We did do a couple of impressive climbs both in terms of length and gradient.  By this time we had caught the riders doing the shorter routes and they were doing a terrific job of boosting my morale.

La Redoute was terrific and is the ride’s last most famous climb where attacks normally take place that can decide the outcome – for the pros that is.  Three times I was lulled into thinking the climb was coming to an end by the presence of spectators and put on a bit of a show, and twice I was wrong.  When I say ‘put on a show’ I mean humiliate myself by thrashing around all over my machine like the mediocre old man that I am with 230km on the clock.

And so the ride finished.  I was amazed how good I’d felt throughout the ride.  It was the by far the furthest I’d ever ridden in one go (by at least 50km) and I felt really good throughout.  I was concerned that my seemingly good endurance would dessert me but I held on really well until the end.  (edit – I should point out that almost as soon as the ride was over I was completed fucked :-) ).

As ever it was a pleasure and an honour to ride with DaveC who, in his un-pushy and modest way, has done so much to encourage and educate me over the last 18 months.  He’s not the club legend for no reason!

Some stats
  • Ride time – 10 hours (!)
  • Length – 260km
  • Climb – 4,200 metres
  • Full stats
Good things
  • The Dutch – how did they get to be the cool ones?
  • 160 mile ride – awesome challenge
  • My sore legs the following day – it’s nice to be reminded :-)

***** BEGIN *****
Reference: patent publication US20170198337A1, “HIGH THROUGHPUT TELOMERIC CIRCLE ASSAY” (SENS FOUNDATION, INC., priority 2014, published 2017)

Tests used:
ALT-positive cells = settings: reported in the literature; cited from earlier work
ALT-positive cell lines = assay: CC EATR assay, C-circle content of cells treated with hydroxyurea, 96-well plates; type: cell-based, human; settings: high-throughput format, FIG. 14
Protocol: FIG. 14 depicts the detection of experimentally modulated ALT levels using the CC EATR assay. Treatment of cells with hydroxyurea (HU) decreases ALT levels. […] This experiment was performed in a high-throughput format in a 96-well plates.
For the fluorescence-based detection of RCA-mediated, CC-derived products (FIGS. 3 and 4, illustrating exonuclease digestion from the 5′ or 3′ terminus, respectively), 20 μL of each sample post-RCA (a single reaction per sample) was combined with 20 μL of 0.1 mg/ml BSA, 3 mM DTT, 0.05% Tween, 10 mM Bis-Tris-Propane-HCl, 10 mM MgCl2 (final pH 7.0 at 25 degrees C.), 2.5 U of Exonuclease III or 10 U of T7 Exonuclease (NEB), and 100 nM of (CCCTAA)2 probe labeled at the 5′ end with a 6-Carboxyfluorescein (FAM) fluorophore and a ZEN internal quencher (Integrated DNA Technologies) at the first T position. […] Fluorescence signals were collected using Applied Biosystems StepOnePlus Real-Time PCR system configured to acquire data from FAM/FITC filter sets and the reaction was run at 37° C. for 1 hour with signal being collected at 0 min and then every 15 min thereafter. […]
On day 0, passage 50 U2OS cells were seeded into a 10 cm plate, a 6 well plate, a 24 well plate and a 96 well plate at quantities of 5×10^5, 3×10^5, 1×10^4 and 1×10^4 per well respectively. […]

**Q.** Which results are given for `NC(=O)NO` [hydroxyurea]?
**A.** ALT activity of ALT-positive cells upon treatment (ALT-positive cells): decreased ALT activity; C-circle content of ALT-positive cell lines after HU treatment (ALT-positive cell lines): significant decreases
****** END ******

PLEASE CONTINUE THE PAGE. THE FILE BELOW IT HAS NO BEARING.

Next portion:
• La Redoute
Bad things
  • Signage
  • Route – what happened to the famous climbs in the second half
  • Feed stations – charge me €30 instead of €15 and get some good stuff in!
  • Belgian weather – even we’d turn it down
  • Organisers website/lack of information
  • Lack of timing chips
Addendum

DaveC summed the first part of the ride up more succinctly that me here

“As we climbed the hills surrounding Liege, daylight revealed mist/drizzle covering everything, reducing visibility to about 100 metres. This torture continued for several hours, with the road ahead always climbing towards an invisible summit followed by brief descent then up again.”

CycleOps Pro 300PT Spin Bike

Well, with a baby on the way some compromises need to be made.  Not least a clearing of the second bedroom for it’s conversion into a nursery – the cheek.

My indoor training is going to be relegated into the third bedroom amongst other inconveniences (god I need a garage!).  The best solution seems to be to get a spin bike, and this cheeky chappy seemed to best fit my needs.

cycleops-cycle-pro-300pt07

It’s made by the same guys that make the PowerTap and has the same facility to download the workout data into the excellent WKO+.  It should be much quieter than the turbo and it has a 25kg flywheel so should ‘feel’ better too. 

This then frees up my Trek bike to become my official winter training bike, complete with PowerTap.  Which frees up my titanium winter bike from last year to be sold on eBay.

The last big advantage is that the power data for all of my riding (indoor and out) will be downloadable.  CTL and TSS – bring it on!

The biggest fear – the same fate befalls it as the vast majority of indoor trainers; it becomes a very expensive dirty clothes rack!

London Triathlon Afterword

Well, the results are in and the official photographs are available online.

The good news is that I was the only finisher in the top 20 that was on a regular road bike (even my ego couldn’t drive me to check any more pictures!).

The bad news is that I still look a dog’s dinner on the bike.

The countdown begins to the Liege Bastogne Liege this weekend…

LONA09_DJB_005608